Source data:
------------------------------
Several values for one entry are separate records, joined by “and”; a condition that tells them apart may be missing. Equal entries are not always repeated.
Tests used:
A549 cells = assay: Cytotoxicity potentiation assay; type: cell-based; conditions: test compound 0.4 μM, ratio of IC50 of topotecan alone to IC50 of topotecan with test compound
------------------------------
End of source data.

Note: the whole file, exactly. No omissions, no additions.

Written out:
Several values for one entry are separate records, joined by “and”; a condition that tells them apart may be missing. Equal entries are not always repeated.
Tests used:
A549 cells = assay: Cytotoxicity potentiation assay; type: cell-based; conditions: test compound 0.4 μM, ratio of IC50 of topotecan alone to IC50 of topotecan with test compound